A car bomb has exploded near the Italian and Egyptian embassies in the Libyan capital Tripoli.
The bomb went off on Saturday night in a street behind both of the embassies outside the country’s ministry of planning.
According to Red Crescent official in the city, the burnt remains of two people were pulled out of the burnt car after the blast.
It is still not clear if the attack was aimed at the Italian embassy which reopened around two weeks ago.
Following the incident, the Italian foreign ministry released a statement stressing that all of its embassy’s staff were safe following the bombing “in the vicinity of the Italian and Egyptian embassies.”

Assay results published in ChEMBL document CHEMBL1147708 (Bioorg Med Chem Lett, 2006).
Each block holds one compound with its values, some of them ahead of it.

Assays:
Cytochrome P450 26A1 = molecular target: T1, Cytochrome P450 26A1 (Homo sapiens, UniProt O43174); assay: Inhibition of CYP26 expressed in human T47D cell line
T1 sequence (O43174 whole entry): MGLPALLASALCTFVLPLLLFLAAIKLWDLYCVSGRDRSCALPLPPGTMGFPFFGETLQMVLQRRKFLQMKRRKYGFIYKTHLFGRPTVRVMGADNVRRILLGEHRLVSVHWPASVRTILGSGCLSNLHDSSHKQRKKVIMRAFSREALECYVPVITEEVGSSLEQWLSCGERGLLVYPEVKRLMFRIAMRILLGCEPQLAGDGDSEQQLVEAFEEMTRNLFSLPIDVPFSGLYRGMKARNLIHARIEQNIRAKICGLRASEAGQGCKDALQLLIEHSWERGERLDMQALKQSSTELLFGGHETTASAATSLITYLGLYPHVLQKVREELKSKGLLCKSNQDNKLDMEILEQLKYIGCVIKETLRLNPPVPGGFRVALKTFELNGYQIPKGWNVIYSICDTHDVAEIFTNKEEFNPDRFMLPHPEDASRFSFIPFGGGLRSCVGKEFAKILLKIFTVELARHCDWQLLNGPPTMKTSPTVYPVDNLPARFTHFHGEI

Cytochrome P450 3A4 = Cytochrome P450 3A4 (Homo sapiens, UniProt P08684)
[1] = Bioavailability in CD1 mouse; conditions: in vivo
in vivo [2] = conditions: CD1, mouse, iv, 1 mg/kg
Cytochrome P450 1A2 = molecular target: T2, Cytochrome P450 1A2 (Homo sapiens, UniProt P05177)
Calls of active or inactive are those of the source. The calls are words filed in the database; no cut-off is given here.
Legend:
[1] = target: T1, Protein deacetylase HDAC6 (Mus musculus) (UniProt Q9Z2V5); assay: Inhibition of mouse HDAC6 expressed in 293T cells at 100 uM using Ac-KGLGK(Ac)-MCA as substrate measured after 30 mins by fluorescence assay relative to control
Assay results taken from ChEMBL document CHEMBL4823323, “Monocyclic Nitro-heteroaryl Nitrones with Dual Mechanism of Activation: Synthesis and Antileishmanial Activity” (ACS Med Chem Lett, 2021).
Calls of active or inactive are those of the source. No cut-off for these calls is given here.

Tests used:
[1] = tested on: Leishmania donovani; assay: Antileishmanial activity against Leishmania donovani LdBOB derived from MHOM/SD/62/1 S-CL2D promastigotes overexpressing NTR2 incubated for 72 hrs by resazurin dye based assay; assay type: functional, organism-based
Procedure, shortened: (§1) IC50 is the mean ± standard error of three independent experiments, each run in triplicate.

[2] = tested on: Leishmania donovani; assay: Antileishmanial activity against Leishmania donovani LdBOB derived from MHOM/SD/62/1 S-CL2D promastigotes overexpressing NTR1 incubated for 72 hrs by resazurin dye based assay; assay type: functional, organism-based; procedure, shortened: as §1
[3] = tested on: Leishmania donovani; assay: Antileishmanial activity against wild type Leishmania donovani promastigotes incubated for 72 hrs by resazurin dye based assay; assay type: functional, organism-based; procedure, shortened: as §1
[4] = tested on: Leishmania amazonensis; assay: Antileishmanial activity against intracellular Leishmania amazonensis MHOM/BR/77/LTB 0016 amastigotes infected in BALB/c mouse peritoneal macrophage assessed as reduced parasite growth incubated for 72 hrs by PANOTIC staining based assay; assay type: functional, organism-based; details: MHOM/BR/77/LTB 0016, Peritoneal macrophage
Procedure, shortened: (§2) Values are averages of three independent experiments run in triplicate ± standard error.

The area around the embassies has been cordoned off by police, and Libyan authorities have increased security in the area.
Italy was the first Western country to reopen its embassy in Tripoli after they closed their embassies in 2014 and early 2015 following heavy clashes in and around the city.
Members of the Libyan National Army (LNA) fire a tank during fighting against militants on the southern outskirts of Benghazi, on January 14, 2017.
Libya has faced a power vacuum since the downfall of its longtime dictator Muammar Gaddafi in 2011. The country has been grappling with chaos and the emergence of numerous militants, including Daesh Takfiri terrorists, who are concentrated in Iraq and Syria.
The North African country has two rival governments. One is based in the eastern port city of Tobruk and its rival government, backed by the United Nations (UN), is based in Tripoli, the main port city in the western side of the country. Despite attempts to establish peace and order, stability is yet to be restored to the country.
By Africafrique and agencies